There are only a few places in the world that are as special to me as the second floor of the big house, early in the morning overlooking Hauna. When the first hints of light appear, people begin moving around, trying to get in some tasks before the hot sun comes up. Smoke is coming out of huts as morning fires are started for boiling water. Some are headed out to their gardens to gather vegetables for the day or to hunt or fish. If school was in session, you’d see students in their canoes rowing towards the school. It’s one of the most beautiful experiences to observe while sipping some powdered coffee in the only cool part of the day.
After breakfast, we had devotions with the Sepik Christian Ministries staff. Sepik Christian Ministries (SCM) is the name of the PNG registered organization here in Hauna. There is a board made up of 3 members of each clan. The SCM staff are the teachers, the cooks, the saw-mill operators, the pastors, the Bible School teachers, the mechanics, the nurses in the medical clinic, and many other helpers.
We took a walking tour of the entire village. We started with the main Hauna hill with the Big House, the Dormitory, the Elementary School, the Bible School and the Church. We visited the Soman Clan, and then crossed the river and visited the Owna clan, and then the Meyio clan.
We spent a good amount of time looking at the newly remodeled medical center. After a rest, we hiked up a long way to where the new Bible School dorm is being built. This is on a hill overlooking Hauna village as well as the whole valley. Afterwards, we walked down the hill and visited the last clan, the Wanu clan and then crossed the river to the big house.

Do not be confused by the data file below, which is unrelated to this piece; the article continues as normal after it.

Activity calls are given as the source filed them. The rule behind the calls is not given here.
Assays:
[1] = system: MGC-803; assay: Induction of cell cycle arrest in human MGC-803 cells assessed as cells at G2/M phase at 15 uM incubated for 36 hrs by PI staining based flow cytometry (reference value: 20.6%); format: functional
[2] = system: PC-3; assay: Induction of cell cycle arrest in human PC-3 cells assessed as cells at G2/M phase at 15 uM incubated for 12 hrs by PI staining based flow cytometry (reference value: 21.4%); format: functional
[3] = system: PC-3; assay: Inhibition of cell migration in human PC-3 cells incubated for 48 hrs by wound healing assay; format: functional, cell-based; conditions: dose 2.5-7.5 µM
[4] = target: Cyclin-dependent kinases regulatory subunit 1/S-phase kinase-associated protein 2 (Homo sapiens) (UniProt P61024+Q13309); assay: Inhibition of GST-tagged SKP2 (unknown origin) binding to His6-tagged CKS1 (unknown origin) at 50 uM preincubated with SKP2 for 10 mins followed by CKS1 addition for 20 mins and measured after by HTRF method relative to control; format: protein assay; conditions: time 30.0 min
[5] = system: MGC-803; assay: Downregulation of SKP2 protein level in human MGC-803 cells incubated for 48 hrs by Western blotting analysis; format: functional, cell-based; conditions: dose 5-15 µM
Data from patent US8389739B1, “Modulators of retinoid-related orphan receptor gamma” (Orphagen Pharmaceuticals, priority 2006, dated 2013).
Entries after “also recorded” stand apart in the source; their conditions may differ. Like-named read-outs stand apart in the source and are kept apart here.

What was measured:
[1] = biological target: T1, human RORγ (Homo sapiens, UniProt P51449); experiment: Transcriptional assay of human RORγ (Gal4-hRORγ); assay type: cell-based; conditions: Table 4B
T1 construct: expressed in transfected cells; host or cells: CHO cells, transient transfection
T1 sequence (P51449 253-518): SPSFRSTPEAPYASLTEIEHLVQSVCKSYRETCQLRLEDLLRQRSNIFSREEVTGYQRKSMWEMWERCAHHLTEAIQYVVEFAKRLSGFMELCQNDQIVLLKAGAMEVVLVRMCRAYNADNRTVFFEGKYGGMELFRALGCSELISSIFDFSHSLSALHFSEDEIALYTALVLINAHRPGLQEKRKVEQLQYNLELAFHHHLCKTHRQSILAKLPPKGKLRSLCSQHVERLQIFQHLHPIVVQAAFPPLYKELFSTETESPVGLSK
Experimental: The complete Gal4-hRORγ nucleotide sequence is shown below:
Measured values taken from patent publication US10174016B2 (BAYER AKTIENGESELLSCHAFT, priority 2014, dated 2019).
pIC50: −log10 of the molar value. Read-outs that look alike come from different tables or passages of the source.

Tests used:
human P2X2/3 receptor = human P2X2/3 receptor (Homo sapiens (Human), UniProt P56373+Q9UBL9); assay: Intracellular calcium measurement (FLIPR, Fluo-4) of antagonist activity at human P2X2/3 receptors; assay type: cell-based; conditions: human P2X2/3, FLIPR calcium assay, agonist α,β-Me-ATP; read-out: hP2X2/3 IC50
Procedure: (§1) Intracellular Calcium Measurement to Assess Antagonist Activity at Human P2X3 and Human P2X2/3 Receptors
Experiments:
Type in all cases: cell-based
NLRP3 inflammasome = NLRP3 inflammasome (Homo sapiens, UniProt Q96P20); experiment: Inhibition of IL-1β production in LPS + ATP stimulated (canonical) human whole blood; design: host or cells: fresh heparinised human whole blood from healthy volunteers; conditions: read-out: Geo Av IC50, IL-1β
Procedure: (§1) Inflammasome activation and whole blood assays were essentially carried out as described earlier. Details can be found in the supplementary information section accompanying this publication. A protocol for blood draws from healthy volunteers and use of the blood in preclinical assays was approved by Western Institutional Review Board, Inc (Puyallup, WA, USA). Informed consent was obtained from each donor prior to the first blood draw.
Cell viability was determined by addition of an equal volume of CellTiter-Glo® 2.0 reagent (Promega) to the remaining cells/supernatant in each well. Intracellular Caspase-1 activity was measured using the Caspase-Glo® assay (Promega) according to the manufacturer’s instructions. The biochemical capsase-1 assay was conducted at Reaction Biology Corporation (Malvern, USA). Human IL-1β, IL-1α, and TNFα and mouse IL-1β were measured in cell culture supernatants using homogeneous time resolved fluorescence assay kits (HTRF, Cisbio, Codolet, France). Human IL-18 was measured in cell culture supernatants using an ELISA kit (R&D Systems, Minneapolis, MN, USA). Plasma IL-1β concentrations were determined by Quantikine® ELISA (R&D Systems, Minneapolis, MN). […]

Shortly after that, a huge canoe came slowly chugging up river loaded with 16 people, six 55-gallon drums of fuel, plus all of our luggage and food for seven days. It was like Christmas as we unpacked the supplies we had hauled all the way from the United States. Jay immediately started measuring people for reading glasses, and the rest of us talked with villagers who came by the house.
After dinner, we sat as a team and talked about what we had observed during the day. This led to such a great discussion on culture, village life, spiritual formation of youth, and the Christian church within village culture.
Having Tony along on this trip is extraordinary because he grew up in a village in Liberia. He says Hauna Village is almost exactly like the village he grew up in. The only difference is that they didn’t build on stilts in Africa. The people here seem to respect his perspective. We decided that Tony would be the guest speaker at church on Sunday.
Finally, it was time for us to get our quick cold showers before the generator shut off. When it did, we were left to the sounds of the jungle under the mosquito net.